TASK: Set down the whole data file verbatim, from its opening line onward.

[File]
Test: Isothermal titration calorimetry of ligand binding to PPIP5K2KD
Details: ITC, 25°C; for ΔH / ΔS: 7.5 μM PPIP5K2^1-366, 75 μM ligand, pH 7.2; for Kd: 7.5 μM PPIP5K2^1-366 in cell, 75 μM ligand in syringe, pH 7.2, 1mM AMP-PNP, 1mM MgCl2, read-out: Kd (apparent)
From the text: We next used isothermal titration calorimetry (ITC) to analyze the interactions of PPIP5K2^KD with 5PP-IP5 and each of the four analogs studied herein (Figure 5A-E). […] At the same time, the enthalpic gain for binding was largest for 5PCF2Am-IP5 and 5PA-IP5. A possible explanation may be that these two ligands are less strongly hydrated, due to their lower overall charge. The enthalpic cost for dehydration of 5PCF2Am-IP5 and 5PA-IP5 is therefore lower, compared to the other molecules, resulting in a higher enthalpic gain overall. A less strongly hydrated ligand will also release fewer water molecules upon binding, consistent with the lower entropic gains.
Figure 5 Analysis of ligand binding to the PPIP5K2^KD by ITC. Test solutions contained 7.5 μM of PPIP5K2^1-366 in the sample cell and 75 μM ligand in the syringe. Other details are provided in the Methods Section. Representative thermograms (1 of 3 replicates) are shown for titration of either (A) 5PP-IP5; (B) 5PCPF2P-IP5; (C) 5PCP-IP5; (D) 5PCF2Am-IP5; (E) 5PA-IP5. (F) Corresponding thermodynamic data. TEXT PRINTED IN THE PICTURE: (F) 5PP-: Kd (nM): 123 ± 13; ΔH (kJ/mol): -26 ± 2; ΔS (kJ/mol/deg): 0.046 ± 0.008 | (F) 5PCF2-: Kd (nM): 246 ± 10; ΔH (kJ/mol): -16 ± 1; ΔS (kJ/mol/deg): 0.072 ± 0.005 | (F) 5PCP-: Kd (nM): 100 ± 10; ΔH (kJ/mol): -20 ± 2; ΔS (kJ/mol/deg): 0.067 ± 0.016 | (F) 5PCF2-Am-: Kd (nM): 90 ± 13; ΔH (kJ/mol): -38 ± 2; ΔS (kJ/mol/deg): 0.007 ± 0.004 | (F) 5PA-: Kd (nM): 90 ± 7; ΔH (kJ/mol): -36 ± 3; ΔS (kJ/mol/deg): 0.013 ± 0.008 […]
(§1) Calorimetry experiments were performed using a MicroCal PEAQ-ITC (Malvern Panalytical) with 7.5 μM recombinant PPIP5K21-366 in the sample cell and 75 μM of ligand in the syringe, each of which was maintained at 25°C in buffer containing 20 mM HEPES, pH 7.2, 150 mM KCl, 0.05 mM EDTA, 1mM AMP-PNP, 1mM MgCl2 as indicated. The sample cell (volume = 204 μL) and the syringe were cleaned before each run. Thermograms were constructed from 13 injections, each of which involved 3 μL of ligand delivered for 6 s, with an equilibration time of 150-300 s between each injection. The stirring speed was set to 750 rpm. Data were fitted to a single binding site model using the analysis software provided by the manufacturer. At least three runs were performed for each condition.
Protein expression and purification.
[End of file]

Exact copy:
Test: Isothermal titration calorimetry of ligand binding to PPIP5K2KD
Details: ITC, 25°C; for ΔH / ΔS: 7.5 μM PPIP5K2^1-366, 75 μM ligand, pH 7.2; for Kd: 7.5 μM PPIP5K2^1-366 in cell, 75 μM ligand in syringe, pH 7.2, 1mM AMP-PNP, 1mM MgCl2, read-out: Kd (apparent)
From the text: We next used isothermal titration calorimetry (ITC) to analyze the interactions of PPIP5K2^KD with 5PP-IP5 and each of the four analogs studied herein (Figure 5A-E). […] At the same time, the enthalpic gain for binding was largest for 5PCF2Am-IP5 and 5PA-IP5. A possible explanation may be that these two ligands are less strongly hydrated, due to their lower overall charge. The enthalpic cost for dehydration of 5PCF2Am-IP5 and 5PA-IP5 is therefore lower, compared to the other molecules, resulting in a higher enthalpic gain overall. A less strongly hydrated ligand will also release fewer water molecules upon binding, consistent with the lower entropic gains.
Figure 5 Analysis of ligand binding to the PPIP5K2^KD by ITC. Test solutions contained 7.5 μM of PPIP5K2^1-366 in the sample cell and 75 μM ligand in the syringe. Other details are provided in the Methods Section. Representative thermograms (1 of 3 replicates) are shown for titration of either (A) 5PP-IP5; (B) 5PCPF2P-IP5; (C) 5PCP-IP5; (D) 5PCF2Am-IP5; (E) 5PA-IP5. (F) Corresponding thermodynamic data. TEXT PRINTED IN THE PICTURE: (F) 5PP-: Kd (nM): 123 ± 13; ΔH (kJ/mol): -26 ± 2; ΔS (kJ/mol/deg): 0.046 ± 0.008 | (F) 5PCF2-: Kd (nM): 246 ± 10; ΔH (kJ/mol): -16 ± 1; ΔS (kJ/mol/deg): 0.072 ± 0.005 | (F) 5PCP-: Kd (nM): 100 ± 10; ΔH (kJ/mol): -20 ± 2; ΔS (kJ/mol/deg): 0.067 ± 0.016 | (F) 5PCF2-Am-: Kd (nM): 90 ± 13; ΔH (kJ/mol): -38 ± 2; ΔS (kJ/mol/deg): 0.007 ± 0.004 | (F) 5PA-: Kd (nM): 90 ± 7; ΔH (kJ/mol): -36 ± 3; ΔS (kJ/mol/deg): 0.013 ± 0.008 […]
(§1) Calorimetry experiments were performed using a MicroCal PEAQ-ITC (Malvern Panalytical) with 7.5 μM recombinant PPIP5K21-366 in the sample cell and 75 μM of ligand in the syringe, each of which was maintained at 25°C in buffer containing 20 mM HEPES, pH 7.2, 150 mM KCl, 0.05 mM EDTA, 1mM AMP-PNP, 1mM MgCl2 as indicated. The sample cell (volume = 204 μL) and the syringe were cleaned before each run. Thermograms were constructed from 13 injections, each of which involved 3 μL of ligand delivered for 6 s, with an equilibration time of 150-300 s between each injection. The stirring speed was set to 750 rpm. Data were fitted to a single binding site model using the analysis software provided by the manufacturer. At least three runs were performed for each condition.
Protein expression and purification.